TAC: What does the FCA do for its members to stimulate practice growth?
FCA: The primary mission of the FCA is to improve access to chiropractic services for Floridians. We do this by legislative initiatives, seeking to knock down barriers and overcome inequities in all of the state-regulated programs that provide for health care services. We also provide continuous updates to our members on the ever-changing methods and procedures for best clinical, documentation and claims procedures through programs at our five annual convention/expositions and at three Success Basic Training programs each year. The FCA web site, www.fcachiro.org, and the FCA Journal keep members up-to-date and informed. While we can’t physically deliver patients to their doors, we can make it easier for Floridians to choose chiropractic and help our members deliver a high quality of service that will be appreciated by their patients and properly reimbursed by the many and varied payors.
TAC: Does the FCA have any relationship with any of the national chiropractic associations? If so, to what extent?
FCA: The FCA has a good working relationship with the American Chiropractic Association, although it is not formally affiliated with any national or international organization. The FCA works cooperatively with the ACA in addressing issues affecting our members, which are national in scope, in areas such as Medicare, Employee Retirement Income Security Act, federal government employee plans, managed care and workers’ compensation, to name a few. The FCA also engages its grassroots network to contact Florida’s congressional delegation when support is requested by the ACA for its legislative initiatives. The FCA has supported legal efforts by the ACA and has been a steady contributor to the National Chiropractic Legal Assistance Fund since its inception, with more than $26,000 in direct contributions made to date.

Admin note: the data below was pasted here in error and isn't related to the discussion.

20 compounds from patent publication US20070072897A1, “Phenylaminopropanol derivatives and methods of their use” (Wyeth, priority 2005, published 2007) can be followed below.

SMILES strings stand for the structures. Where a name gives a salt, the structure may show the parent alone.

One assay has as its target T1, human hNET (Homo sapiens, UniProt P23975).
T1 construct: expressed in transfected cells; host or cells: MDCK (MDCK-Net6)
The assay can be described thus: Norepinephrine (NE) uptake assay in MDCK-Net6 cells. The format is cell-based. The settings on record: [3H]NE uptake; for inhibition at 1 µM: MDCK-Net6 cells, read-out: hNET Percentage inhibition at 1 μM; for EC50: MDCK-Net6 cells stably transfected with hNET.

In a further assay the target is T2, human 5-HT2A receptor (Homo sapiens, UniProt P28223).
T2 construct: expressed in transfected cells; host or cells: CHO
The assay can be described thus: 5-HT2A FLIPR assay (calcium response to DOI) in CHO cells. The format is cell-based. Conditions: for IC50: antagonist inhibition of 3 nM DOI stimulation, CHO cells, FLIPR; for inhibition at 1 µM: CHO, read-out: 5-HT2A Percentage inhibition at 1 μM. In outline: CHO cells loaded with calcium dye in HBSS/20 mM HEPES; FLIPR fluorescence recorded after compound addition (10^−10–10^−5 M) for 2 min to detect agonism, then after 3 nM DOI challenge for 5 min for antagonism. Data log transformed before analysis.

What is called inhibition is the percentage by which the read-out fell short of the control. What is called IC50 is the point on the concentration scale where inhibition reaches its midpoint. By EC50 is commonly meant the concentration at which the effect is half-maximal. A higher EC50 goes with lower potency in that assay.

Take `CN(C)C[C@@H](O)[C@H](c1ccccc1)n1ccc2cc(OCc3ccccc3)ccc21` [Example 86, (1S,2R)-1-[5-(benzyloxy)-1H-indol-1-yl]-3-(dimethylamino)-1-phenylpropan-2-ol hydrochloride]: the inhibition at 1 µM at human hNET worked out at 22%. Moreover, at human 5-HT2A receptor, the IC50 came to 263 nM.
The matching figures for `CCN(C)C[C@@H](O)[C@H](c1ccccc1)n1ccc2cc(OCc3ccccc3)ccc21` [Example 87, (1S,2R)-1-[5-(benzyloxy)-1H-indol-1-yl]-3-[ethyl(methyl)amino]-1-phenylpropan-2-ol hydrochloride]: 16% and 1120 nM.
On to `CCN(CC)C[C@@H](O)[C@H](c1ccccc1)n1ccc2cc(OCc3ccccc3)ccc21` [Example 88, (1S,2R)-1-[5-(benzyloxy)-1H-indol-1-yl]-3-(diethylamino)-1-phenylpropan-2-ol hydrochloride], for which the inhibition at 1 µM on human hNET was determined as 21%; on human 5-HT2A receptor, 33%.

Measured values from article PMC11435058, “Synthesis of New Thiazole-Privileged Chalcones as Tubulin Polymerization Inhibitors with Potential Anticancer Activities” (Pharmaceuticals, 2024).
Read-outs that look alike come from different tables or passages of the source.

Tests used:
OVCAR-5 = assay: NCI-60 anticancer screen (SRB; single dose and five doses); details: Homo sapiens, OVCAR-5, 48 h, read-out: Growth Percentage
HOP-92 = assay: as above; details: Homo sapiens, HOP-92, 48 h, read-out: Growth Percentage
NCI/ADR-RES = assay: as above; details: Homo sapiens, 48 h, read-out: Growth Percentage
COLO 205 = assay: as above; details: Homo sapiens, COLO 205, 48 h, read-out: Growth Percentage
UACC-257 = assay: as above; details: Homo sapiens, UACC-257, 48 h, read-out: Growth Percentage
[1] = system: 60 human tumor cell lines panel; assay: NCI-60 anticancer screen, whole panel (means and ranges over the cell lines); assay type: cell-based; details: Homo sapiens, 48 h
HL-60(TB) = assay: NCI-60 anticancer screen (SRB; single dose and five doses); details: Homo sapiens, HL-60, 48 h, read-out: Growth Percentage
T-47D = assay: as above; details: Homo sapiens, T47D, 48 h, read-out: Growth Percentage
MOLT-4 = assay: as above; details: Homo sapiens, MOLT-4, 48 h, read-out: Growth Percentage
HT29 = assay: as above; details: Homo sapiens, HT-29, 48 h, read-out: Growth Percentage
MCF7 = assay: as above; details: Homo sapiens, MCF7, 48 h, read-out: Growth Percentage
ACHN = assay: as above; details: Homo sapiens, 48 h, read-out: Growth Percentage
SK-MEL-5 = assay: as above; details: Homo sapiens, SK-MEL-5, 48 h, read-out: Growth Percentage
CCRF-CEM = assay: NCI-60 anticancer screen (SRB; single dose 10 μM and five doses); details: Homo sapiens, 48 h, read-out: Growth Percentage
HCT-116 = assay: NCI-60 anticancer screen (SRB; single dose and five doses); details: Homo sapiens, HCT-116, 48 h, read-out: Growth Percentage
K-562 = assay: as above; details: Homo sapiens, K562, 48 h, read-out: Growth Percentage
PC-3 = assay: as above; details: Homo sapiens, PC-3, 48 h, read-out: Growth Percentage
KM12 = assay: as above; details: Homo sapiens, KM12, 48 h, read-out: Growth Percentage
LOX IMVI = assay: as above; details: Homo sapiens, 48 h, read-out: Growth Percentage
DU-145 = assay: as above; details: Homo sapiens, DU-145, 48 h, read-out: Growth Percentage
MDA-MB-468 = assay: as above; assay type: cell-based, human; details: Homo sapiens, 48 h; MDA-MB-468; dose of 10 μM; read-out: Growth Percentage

TAC: After Florida State University rejected the chiropractic college that the FCA worked so hard to realize, what impact do you feel this might have had on the image of chiropractors in Florida?
FCA: In fact, Florida State University did not reject the chiropractic college. It was the Florida Board of Governors—a new higher education governing body established by Florida voters via constitutional amendment—that rejected the proposal. The Board of Governors chose to exercise its authority and make a political statement to the Florida Legislature, which had fully funded the school without prior approval or consideration by the BOG. The chiropractic degree program proposal was caught in a political power play. Adding to the volatile situation was fear mongering and interference by a few in the medical community who manufactured a controversy in the media. The pain was very real for all in the chiropractic community who worked so hard to make the chiropractic public degree program a reality.
We are extremely encouraged, however, by the results of a Mason-Dixon poll conducted during the heat of the controversy, which showed that 72 percent of Floridians favored the establishment of a public chiropractic degree program. Apparently, the consuming public in Florida highly approves of chiropractic!
TAC: Do you intend to seek university affiliation elsewhere?
FCA: Based on input from our elected leadership, the FCA would again pursue this same initiative at another public university. What we learned from this experience is that it would take a highly motivated university that really wants the program to really push for its approval through the many levels of political hierarchy in the university system.